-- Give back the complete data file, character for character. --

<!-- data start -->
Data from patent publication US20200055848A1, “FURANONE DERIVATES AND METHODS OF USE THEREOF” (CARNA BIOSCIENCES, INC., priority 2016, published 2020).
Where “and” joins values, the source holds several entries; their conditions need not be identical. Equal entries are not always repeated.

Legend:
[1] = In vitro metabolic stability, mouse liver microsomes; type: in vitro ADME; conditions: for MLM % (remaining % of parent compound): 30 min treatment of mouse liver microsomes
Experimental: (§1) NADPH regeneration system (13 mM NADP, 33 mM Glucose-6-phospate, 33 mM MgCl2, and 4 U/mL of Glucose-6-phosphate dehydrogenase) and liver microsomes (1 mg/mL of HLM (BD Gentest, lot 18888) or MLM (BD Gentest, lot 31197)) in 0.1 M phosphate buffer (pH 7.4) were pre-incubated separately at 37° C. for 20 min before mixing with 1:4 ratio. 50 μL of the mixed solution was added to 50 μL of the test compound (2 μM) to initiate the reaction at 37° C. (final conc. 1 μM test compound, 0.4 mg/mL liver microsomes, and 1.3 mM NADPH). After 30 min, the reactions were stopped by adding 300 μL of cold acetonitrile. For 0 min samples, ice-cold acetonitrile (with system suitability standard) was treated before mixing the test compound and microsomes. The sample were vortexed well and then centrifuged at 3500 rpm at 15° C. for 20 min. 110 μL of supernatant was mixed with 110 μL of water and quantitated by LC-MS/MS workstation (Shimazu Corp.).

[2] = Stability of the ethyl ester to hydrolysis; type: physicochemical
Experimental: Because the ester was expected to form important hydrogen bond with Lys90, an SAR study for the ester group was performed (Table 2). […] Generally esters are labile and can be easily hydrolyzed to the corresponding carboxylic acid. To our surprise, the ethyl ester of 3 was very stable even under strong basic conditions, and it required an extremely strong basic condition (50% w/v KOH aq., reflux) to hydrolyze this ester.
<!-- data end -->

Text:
Data from patent publication US20200055848A1, “FURANONE DERIVATES AND METHODS OF USE THEREOF” (CARNA BIOSCIENCES, INC., priority 2016, published 2020).
Where “and” joins values, the source holds several entries; their conditions need not be identical. Equal entries are not always repeated.

Legend:
[1] = In vitro metabolic stability, mouse liver microsomes; type: in vitro ADME; conditions: for MLM % (remaining % of parent compound): 30 min treatment of mouse liver microsomes
Experimental: (§1) NADPH regeneration system (13 mM NADP, 33 mM Glucose-6-phospate, 33 mM MgCl2, and 4 U/mL of Glucose-6-phosphate dehydrogenase) and liver microsomes (1 mg/mL of HLM (BD Gentest, lot 18888) or MLM (BD Gentest, lot 31197)) in 0.1 M phosphate buffer (pH 7.4) were pre-incubated separately at 37° C. for 20 min before mixing with 1:4 ratio. 50 μL of the mixed solution was added to 50 μL of the test compound (2 μM) to initiate the reaction at 37° C. (final conc. 1 μM test compound, 0.4 mg/mL liver microsomes, and 1.3 mM NADPH). After 30 min, the reactions were stopped by adding 300 μL of cold acetonitrile. For 0 min samples, ice-cold acetonitrile (with system suitability standard) was treated before mixing the test compound and microsomes. The sample were vortexed well and then centrifuged at 3500 rpm at 15° C. for 20 min. 110 μL of supernatant was mixed with 110 μL of water and quantitated by LC-MS/MS workstation (Shimazu Corp.).

[2] = Stability of the ethyl ester to hydrolysis; type: physicochemical
Experimental: Because the ester was expected to form important hydrogen bond with Lys90, an SAR study for the ester group was performed (Table 2). […] Generally esters are labile and can be easily hydrolyzed to the corresponding carboxylic acid. To our surprise, the ethyl ester of 3 was very stable even under strong basic conditions, and it required an extremely strong basic condition (50% w/v KOH aq., reflux) to hydrolyze this ester.